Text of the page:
I haven't written very much recently about my writing, and I like using this blog as an outlet to talk about this aspect of my life. I've been introspecting a lot (not on the blog, thank god) about the future, about what things are important to me at the moment, and I realized how ironic and strange it is that I consider writing to be so important, and am willing to dedicate so much effort, and mindspace to it.
More than anything, this post is an exploration of my goals and progress rather than a discussion of the issues that I'm dealing with.
I've been writing a lot recently, of course. I'm working on getting content ready for the new site. My interest is more in getting a ritual/habit established rather than developing a backlog of content that can serve as a cushion when I begin to post content. At the moment, I'm writing this new series of vignettes (I have a dozen or so of them, by now, probably), I'm working on station keeping episodes (including the old ones, I have 16 written), and I have thirty-thousand words of the Mars novella written that just needs tweaking before it gets posted.
(Just for context, I expect to be posting about 2000-3000 words of fiction a week on this site.)
I think, particularly in the beginning I'm going to be posting every week day, though I think I might eventually move to Monday-Wednesday-Friday posting down the road if that seems to make more sense, particularly if I have ongoing serials because I think I'd rather have a new installment of each story every week, rather than a new week of each story every month. If that makes sense. I suppose it needn't yet.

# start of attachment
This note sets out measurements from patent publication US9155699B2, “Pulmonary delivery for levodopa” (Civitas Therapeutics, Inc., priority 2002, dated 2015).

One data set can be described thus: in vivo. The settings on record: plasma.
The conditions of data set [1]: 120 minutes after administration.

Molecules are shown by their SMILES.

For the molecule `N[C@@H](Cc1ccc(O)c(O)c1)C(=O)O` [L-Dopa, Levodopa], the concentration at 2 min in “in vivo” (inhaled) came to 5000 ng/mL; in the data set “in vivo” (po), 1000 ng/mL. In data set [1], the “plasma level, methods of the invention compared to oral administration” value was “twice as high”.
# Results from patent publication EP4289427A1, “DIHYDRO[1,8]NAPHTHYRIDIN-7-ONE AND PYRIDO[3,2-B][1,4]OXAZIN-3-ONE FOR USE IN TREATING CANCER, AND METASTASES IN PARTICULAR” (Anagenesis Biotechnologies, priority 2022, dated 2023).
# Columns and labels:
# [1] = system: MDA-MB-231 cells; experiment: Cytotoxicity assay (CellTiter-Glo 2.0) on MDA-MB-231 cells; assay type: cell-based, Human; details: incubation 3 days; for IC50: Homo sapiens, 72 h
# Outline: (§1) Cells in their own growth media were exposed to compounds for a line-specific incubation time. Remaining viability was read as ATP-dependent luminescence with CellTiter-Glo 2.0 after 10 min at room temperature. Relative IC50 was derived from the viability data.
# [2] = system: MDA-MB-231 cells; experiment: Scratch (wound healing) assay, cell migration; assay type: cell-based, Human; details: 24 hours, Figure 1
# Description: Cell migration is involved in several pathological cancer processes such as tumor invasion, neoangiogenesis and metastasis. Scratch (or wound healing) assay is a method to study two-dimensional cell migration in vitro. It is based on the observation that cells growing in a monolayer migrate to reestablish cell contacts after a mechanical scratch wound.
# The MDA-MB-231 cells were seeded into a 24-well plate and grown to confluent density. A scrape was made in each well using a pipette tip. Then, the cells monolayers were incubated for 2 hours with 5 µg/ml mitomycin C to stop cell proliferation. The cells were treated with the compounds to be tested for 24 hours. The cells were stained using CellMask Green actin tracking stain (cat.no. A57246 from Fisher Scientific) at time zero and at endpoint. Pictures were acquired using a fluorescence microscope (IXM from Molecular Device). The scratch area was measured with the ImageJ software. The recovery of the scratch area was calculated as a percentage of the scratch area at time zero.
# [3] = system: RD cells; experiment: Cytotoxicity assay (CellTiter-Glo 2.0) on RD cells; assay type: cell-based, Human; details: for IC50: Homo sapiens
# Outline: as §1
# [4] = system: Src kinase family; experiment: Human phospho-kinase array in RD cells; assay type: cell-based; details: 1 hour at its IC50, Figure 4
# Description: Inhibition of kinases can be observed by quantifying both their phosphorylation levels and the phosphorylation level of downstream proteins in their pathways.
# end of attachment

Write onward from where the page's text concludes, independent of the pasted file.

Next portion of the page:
I'm not going to lie, that I've begun to have some doubt in my world about my writing. I went to a concert the other day--traditional irish music--and the performers (who are quite well known) invited their children on stage for a few tunes, and it was adorable and kind of amazing to see these kids who clearly got music in a really important way and as I was watching (and enjoying the tunes) I couldn't help but draw a connection between what these folks were doing and the kinds of thing I do. There were resonances between what I saw and what I felt I was doing, but I think I'm mostly responding to two factors: writings, as an endeavor is incredibly ephemeral, and while I've been writing for a while, and I'm not a complete neophyte, I still have a rather lengthy period of floundering about that I have to go through. Most "new/young writers" in science fiction have almost ten years on me. While neither of these factors are seriously (or acutely) discouraging, they do lurk and give pause from time to time.
Given that writing is slow and hard, and what's more there are few markers by which to judge success. So is it still worth it? I've heard the following writer's advice a bunch the past couple of weeks: "you don't have to write." And it makes a lot of sense, there's no reason to suffer through writing unless you're getting something out of it. You have to enjoy it, you have to get some pleasure out of some phase of the project. Something, anything. Because, after all there's nothing in Maslow's hierarchy that talks about writing.
And I'm still here, and I'm still writing. I don't have to, but by g-d I want to. So I am.
Onward and Upward!